British designer Dominic Wilcox has a distinct vision as to what the future of transportation will look like by the year 2059. Wilcox believes we will live in world free from traffic incidents, traveling in driverless cocoons that require none of the same safety regulations we see today – such as airbags, seat belts and even bumpers.
Debuting at the Dezeen and Mini Frontiers design festival in London this week, an exhibition set to demonstrate the future of mobility, Wilcox has unveiled his vision for the future: an autonomous car festooned in cathedral-like stained glass windows, with no seats inside – just a bed.
As you can see in the video below, Wilcox uses classic Mini wheels to pay homage to the British icon, and the handle from the Mini's diminutive trunk activates the hydraulic-assisted glass shell. The frame is simply made from wood, and there is no interior to speak of – just the bed – because Wilcox predicts we won't be concerned with safety; traffic accidents will become extinct thanks to a seamlessly integrated network of autonomous machines.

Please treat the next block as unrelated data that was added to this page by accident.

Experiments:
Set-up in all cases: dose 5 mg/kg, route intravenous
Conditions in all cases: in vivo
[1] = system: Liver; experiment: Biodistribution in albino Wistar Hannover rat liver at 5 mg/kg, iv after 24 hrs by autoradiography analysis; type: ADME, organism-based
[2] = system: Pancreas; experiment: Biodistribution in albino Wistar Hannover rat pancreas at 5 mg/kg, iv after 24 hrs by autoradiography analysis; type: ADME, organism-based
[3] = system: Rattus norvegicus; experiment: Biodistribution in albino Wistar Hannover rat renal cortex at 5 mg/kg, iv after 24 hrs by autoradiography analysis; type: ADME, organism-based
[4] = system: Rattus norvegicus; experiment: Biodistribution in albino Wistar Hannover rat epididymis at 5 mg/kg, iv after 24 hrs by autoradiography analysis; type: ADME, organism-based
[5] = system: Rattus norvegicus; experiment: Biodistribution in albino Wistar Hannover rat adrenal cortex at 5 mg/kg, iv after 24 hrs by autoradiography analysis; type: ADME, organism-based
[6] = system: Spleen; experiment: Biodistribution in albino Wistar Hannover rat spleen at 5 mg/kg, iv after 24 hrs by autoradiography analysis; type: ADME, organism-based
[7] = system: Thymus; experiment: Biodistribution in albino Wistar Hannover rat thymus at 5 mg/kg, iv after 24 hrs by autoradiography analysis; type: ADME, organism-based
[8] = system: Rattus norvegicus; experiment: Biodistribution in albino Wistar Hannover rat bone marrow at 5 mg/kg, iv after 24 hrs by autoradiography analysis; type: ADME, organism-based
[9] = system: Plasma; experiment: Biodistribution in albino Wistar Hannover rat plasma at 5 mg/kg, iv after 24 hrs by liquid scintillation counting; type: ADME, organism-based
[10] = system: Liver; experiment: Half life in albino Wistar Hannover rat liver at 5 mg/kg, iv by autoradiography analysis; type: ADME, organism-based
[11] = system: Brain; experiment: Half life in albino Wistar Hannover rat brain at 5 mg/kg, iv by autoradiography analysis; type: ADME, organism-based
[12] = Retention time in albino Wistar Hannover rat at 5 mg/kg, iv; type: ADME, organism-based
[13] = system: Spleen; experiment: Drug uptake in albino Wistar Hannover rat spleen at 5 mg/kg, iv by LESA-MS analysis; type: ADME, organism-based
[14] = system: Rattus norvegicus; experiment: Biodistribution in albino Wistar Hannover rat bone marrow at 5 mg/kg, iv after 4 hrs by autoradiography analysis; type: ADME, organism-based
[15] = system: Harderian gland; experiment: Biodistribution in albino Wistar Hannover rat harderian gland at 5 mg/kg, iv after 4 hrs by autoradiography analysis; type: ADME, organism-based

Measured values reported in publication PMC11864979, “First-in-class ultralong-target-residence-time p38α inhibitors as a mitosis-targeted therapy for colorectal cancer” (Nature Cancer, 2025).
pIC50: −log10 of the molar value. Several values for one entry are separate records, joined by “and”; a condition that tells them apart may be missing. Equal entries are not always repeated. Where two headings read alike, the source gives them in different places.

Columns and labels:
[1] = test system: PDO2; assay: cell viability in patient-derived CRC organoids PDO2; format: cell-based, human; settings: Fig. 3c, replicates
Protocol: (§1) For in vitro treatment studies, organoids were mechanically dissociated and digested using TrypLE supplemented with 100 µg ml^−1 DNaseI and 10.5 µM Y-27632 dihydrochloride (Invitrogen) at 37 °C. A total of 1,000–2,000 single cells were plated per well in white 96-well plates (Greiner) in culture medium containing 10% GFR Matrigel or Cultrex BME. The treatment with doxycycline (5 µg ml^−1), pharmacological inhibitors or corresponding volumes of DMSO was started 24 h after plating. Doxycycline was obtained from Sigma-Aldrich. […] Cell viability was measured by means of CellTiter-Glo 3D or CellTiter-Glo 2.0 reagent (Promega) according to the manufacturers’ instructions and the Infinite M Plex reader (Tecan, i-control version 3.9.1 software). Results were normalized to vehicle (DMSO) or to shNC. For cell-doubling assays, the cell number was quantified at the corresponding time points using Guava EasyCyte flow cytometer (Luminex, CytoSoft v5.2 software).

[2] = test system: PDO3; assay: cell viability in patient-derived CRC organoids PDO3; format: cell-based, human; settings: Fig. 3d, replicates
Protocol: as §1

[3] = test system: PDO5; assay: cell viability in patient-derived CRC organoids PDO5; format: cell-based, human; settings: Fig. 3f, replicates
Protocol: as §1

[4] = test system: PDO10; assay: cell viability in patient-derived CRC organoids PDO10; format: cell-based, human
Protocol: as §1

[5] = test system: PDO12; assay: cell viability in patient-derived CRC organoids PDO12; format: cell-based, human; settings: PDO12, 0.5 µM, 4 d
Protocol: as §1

The idea of stained glass derived from a visit to Durham Cathedral in England, where Wilcox was struck by its beauty: "I wanted to bring the visual experience I had in the cathedral into a new, contemporary, three dimensional form," he says.
The hand cut glass utilizes copper foil technology, much like a Tiffany lamp. In Wilcox's mind, drivers won't own cars in the future, they'll order from a selection of vehicles to pick them up, choosing between various styles and themes, like a four-seater laid out as a retro 1960s restaurant, or a seven-seater decked out as a contemporary office – or even a one-seater mini cathedral car with a bed.
However we imagine the future to be, Wilcox's design is indeed thought provoking. It begs the question: Can a world without traffic accidents truly ever exist? And what will become of the car enthusiast?
Which ever way you spin it, the shape of transportation is ever evolving. I'm not sure I buy into WIlcox's entire vision, primarily because I believe there will always be some form of an avenue for those of us who love to drive. But every so often, like during a traffic-infested, god-awful early commute on the 101, a comfy bed in a glass box does sound mighty appealing.
Photo: Sylvain Deleu